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  5. Excellent post, as usual Linda. I so agree that words can be encouraging, heart warming and also cut to the bone. Having been guilty of giving my honest opinion when it is asked for..... "how do you like this color border?" .... or some such. Telling the person that it's beautiful is misleading. So when someone asks for an opinion, are you saying that we should simply lie nicely? I am all for encouraging new quilters to not give up, keep trying and don't let one person's comments or one judge's critique stop anyone from quilting entirely. ...... and here's my BUT...... if someone is asking for an opinion, I think that a lie is doing them a disservice. The passive aggressive stuff that we often see online is disconcerting..... "oh I know you won't like it but I'm going to post it anyway."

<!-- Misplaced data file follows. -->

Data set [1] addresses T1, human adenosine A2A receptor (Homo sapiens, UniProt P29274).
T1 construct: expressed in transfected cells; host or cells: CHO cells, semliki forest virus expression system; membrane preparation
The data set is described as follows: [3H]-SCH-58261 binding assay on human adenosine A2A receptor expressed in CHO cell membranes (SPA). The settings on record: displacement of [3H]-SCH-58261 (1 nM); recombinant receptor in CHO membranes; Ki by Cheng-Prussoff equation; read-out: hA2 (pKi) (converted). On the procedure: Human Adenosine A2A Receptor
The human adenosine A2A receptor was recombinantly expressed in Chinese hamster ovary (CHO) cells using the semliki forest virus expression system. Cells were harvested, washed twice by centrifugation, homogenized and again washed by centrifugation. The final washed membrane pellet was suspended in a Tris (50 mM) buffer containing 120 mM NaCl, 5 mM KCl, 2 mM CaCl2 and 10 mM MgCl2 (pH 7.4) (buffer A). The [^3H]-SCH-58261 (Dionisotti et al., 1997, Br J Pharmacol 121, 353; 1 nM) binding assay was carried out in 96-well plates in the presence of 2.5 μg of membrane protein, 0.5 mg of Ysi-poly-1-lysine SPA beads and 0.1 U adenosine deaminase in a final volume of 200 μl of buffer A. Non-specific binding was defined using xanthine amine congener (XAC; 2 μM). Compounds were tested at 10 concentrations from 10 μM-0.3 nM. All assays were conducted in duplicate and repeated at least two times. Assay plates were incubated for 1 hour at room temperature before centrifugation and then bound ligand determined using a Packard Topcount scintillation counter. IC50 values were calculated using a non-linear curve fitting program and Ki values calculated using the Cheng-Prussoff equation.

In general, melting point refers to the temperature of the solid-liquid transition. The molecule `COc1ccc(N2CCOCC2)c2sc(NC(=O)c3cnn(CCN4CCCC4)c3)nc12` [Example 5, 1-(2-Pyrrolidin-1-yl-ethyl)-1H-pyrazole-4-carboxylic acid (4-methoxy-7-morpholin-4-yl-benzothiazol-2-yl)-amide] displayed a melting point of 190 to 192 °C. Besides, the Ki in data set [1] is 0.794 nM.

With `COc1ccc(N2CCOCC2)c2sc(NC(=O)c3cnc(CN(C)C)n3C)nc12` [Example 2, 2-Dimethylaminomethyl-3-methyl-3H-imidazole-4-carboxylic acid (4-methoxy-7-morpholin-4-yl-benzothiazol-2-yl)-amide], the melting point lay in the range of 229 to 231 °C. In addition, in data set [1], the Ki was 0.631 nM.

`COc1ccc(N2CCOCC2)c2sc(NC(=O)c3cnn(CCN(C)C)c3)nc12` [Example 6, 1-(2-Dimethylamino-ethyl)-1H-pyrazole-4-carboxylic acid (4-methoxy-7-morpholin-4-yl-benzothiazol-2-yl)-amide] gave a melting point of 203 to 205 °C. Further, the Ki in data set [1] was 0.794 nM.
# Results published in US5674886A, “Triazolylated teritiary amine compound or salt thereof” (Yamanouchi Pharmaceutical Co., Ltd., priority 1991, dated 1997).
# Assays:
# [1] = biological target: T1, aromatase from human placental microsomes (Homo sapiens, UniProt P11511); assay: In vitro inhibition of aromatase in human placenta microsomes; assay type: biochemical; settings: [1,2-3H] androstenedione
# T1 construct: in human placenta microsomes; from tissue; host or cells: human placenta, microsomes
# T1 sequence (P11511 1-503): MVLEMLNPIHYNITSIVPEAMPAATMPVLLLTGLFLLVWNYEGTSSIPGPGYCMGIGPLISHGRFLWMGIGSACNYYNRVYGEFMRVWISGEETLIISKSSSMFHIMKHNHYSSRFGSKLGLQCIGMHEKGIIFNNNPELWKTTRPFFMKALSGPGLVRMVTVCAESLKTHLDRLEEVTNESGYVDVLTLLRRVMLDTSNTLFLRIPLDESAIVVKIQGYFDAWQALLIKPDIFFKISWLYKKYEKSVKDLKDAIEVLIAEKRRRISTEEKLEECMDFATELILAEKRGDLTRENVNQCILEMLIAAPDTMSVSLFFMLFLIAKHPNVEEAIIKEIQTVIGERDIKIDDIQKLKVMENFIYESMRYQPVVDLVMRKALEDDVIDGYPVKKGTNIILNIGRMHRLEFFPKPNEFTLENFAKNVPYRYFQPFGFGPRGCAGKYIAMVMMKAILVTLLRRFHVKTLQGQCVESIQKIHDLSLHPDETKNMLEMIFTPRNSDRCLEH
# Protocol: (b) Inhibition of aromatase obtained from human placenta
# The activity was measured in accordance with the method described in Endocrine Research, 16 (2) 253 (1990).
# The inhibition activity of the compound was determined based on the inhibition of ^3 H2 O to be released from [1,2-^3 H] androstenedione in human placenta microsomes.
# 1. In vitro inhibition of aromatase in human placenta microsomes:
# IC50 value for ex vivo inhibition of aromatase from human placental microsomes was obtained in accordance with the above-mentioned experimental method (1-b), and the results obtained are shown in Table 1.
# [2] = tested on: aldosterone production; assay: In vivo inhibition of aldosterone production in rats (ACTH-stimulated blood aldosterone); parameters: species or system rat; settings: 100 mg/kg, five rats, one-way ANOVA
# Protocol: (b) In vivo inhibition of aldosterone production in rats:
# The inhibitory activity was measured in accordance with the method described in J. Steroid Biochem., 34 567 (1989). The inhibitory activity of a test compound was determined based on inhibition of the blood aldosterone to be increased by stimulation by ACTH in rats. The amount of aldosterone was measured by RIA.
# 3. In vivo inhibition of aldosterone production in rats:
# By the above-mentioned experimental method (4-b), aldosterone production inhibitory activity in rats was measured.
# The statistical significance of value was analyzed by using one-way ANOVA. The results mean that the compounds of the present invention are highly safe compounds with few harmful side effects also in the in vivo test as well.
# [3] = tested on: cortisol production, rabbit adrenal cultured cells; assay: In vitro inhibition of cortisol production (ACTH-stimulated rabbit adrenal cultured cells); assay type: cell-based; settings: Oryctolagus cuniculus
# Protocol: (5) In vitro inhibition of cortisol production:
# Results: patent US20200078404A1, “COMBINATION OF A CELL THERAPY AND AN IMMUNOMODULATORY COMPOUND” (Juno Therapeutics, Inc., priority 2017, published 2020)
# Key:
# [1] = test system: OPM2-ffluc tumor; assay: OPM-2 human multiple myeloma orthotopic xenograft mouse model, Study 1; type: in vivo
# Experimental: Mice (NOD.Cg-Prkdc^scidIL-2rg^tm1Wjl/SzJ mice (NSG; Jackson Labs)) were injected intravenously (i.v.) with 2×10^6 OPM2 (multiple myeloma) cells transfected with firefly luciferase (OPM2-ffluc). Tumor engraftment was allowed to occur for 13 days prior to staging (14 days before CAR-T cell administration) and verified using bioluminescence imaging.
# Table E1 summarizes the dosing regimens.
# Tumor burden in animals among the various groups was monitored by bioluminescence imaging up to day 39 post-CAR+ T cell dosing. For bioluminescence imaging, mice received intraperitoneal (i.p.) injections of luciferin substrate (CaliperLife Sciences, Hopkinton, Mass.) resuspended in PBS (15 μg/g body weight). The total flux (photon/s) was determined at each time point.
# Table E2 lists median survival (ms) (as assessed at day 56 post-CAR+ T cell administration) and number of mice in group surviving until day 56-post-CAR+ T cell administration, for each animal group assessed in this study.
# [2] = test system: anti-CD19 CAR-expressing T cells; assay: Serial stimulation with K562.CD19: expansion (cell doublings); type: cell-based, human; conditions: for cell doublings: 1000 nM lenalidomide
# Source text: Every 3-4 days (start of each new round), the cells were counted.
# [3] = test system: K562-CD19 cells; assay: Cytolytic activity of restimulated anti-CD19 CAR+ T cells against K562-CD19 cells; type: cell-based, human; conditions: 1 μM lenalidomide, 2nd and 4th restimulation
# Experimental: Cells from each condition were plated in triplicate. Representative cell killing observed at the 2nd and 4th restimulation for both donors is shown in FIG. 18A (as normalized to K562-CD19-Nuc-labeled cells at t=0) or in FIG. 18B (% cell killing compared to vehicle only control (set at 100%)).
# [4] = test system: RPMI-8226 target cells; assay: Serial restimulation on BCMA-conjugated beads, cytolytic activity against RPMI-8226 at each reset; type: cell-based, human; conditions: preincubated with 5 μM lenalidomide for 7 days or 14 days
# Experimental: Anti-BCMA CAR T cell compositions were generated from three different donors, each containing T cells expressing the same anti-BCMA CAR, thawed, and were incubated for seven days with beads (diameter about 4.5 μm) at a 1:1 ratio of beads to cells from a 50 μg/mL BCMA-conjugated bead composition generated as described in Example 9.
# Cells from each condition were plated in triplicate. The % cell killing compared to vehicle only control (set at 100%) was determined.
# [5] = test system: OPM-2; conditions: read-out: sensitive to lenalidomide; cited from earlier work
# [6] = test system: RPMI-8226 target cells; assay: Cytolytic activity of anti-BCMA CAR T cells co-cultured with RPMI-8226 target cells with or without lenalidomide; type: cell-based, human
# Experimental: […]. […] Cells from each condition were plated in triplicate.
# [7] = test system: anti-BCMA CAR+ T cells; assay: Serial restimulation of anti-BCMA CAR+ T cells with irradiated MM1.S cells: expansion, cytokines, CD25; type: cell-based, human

OK....... ducking for cover.

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    1. No need to duck for cover.... the point I was making about the comments is when they are NOT asked for nor wanted. Karen and I see this again and again in groups.

      On the other hand if someone does ask me I am going to tell the truth but no matter my comment I try to add - in the end it is what you like that matters. I won't lie but I won't crush them either.

      I get the passive aggressive stuff....recently I heard: I don't meant to be rude....(oh but wait I am) LOL

      Thanks for the comments and kind words ♥